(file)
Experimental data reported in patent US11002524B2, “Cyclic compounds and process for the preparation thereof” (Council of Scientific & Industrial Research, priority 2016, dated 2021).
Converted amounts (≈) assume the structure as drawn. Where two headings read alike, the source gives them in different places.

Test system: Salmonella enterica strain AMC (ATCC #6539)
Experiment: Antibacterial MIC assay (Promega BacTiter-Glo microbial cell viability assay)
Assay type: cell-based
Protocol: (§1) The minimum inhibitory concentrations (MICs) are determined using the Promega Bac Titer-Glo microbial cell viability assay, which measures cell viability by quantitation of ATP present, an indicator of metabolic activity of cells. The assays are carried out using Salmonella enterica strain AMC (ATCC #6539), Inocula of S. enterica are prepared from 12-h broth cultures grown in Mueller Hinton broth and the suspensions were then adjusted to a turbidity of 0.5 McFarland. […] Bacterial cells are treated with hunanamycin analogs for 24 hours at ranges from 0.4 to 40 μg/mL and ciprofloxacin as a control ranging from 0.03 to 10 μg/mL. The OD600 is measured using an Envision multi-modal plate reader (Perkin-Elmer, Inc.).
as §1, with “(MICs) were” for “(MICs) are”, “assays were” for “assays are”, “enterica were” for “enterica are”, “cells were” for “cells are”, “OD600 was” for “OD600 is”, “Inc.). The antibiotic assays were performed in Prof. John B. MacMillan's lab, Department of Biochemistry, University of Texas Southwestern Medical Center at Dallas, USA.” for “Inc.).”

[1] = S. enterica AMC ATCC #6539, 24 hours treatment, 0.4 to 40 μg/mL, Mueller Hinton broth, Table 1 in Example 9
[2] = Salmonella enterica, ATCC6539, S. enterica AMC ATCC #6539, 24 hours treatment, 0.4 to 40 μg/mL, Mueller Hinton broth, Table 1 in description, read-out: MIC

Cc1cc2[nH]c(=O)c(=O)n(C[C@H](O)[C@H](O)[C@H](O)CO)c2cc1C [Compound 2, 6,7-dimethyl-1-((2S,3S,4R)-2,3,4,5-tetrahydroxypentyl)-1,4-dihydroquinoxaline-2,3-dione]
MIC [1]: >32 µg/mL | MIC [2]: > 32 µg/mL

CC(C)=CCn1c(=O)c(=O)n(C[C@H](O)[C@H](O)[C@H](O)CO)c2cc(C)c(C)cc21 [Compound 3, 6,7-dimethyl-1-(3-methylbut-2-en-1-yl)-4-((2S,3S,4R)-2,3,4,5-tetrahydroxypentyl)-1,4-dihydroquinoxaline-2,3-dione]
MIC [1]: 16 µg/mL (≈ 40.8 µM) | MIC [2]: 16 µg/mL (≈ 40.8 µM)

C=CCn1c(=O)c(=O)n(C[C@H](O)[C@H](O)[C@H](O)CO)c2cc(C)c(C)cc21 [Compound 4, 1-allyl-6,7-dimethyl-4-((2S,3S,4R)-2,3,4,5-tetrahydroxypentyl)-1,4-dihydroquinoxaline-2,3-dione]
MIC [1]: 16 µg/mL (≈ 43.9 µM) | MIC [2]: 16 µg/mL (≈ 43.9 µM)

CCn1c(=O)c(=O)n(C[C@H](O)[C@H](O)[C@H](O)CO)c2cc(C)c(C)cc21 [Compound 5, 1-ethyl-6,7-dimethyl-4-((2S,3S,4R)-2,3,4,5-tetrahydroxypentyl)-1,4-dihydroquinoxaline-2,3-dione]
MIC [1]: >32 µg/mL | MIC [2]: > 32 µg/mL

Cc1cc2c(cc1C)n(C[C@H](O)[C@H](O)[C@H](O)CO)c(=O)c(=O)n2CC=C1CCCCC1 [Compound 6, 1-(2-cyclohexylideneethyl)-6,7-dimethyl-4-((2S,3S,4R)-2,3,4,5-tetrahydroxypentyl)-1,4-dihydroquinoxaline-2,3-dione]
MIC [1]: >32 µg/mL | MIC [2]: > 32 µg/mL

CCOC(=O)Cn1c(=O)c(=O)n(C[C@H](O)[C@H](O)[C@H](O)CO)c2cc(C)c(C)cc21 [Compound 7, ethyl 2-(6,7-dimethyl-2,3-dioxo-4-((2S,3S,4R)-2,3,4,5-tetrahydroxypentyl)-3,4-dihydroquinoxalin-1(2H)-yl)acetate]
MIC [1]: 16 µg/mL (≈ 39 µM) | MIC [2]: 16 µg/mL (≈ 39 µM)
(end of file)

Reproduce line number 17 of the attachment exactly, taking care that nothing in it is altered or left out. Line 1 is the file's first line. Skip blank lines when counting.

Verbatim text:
MIC [1]: >32 µg/mL | MIC [2]: > 32 µg/mL